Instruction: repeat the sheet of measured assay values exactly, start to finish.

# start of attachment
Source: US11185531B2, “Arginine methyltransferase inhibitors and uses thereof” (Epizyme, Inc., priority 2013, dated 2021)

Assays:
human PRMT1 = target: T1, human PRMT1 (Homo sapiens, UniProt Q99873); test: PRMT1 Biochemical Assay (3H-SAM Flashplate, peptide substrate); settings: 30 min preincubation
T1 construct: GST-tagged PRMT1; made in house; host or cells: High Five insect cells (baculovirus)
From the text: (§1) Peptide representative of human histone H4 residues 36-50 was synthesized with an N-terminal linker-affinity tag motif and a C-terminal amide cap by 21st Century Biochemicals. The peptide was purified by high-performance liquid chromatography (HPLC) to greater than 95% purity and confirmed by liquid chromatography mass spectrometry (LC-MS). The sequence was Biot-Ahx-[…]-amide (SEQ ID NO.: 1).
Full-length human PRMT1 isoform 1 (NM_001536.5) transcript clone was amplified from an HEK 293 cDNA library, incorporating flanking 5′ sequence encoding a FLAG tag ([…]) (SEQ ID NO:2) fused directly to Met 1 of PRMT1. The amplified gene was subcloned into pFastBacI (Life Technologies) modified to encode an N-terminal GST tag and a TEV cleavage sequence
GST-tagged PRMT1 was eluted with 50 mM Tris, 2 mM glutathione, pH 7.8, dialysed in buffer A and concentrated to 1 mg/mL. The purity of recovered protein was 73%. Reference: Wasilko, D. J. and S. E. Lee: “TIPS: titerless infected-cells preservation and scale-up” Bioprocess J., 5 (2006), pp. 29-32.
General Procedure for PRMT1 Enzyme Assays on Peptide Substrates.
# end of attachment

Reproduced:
Source: US11185531B2, “Arginine methyltransferase inhibitors and uses thereof” (Epizyme, Inc., priority 2013, dated 2021)

Assays:
human PRMT1 = target: T1, human PRMT1 (Homo sapiens, UniProt Q99873); test: PRMT1 Biochemical Assay (3H-SAM Flashplate, peptide substrate); settings: 30 min preincubation
T1 construct: GST-tagged PRMT1; made in house; host or cells: High Five insect cells (baculovirus)
From the text: (§1) Peptide representative of human histone H4 residues 36-50 was synthesized with an N-terminal linker-affinity tag motif and a C-terminal amide cap by 21st Century Biochemicals. The peptide was purified by high-performance liquid chromatography (HPLC) to greater than 95% purity and confirmed by liquid chromatography mass spectrometry (LC-MS). The sequence was Biot-Ahx-[…]-amide (SEQ ID NO.: 1).
Full-length human PRMT1 isoform 1 (NM_001536.5) transcript clone was amplified from an HEK 293 cDNA library, incorporating flanking 5′ sequence encoding a FLAG tag ([…]) (SEQ ID NO:2) fused directly to Met 1 of PRMT1. The amplified gene was subcloned into pFastBacI (Life Technologies) modified to encode an N-terminal GST tag and a TEV cleavage sequence
GST-tagged PRMT1 was eluted with 50 mM Tris, 2 mM glutathione, pH 7.8, dialysed in buffer A and concentrated to 1 mg/mL. The purity of recovered protein was 73%. Reference: Wasilko, D. J. and S. E. Lee: “TIPS: titerless infected-cells preservation and scale-up” Bioprocess J., 5 (2006), pp. 29-32.
General Procedure for PRMT1 Enzyme Assays on Peptide Substrates.